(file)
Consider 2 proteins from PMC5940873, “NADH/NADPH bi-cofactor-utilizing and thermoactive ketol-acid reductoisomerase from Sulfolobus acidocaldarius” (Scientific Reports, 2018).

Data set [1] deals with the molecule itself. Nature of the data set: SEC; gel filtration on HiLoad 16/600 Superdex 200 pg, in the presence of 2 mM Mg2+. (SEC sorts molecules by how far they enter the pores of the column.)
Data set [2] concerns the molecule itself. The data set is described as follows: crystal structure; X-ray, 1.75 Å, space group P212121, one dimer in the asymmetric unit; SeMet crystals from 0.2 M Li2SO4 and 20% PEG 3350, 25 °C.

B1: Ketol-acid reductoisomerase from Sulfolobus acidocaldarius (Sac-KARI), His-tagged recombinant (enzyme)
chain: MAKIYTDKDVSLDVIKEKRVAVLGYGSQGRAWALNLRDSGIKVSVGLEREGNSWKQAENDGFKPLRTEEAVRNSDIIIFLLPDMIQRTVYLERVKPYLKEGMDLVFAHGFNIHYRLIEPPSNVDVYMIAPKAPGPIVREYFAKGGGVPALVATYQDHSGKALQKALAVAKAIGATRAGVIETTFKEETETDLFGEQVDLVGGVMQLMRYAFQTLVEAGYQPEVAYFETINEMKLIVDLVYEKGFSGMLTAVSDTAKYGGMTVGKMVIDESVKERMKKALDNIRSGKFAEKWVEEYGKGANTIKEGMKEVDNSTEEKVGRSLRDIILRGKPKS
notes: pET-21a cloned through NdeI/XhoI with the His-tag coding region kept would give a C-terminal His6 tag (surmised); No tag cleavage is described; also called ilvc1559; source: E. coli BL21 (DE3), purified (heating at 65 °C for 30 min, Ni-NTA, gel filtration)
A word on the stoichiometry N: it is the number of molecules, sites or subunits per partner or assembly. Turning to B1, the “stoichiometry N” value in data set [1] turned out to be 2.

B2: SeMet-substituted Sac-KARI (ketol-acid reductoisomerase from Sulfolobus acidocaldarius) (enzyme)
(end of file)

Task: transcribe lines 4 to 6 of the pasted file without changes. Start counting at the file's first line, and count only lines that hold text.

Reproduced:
B1: Ketol-acid reductoisomerase from Sulfolobus acidocaldarius (Sac-KARI), His-tagged recombinant (enzyme)
chain: MAKIYTDKDVSLDVIKEKRVAVLGYGSQGRAWALNLRDSGIKVSVGLEREGNSWKQAENDGFKPLRTEEAVRNSDIIIFLLPDMIQRTVYLERVKPYLKEGMDLVFAHGFNIHYRLIEPPSNVDVYMIAPKAPGPIVREYFAKGGGVPALVATYQDHSGKALQKALAVAKAIGATRAGVIETTFKEETETDLFGEQVDLVGGVMQLMRYAFQTLVEAGYQPEVAYFETINEMKLIVDLVYEKGFSGMLTAVSDTAKYGGMTVGKMVIDESVKERMKKALDNIRSGKFAEKWVEEYGKGANTIKEGMKEVDNSTEEKVGRSLRDIILRGKPKS
notes: pET-21a cloned through NdeI/XhoI with the His-tag coding region kept would give a C-terminal His6 tag (surmised); No tag cleavage is described; also called ilvc1559; source: E. coli BL21 (DE3), purified (heating at 65 °C for 30 min, Ni-NTA, gel filtration)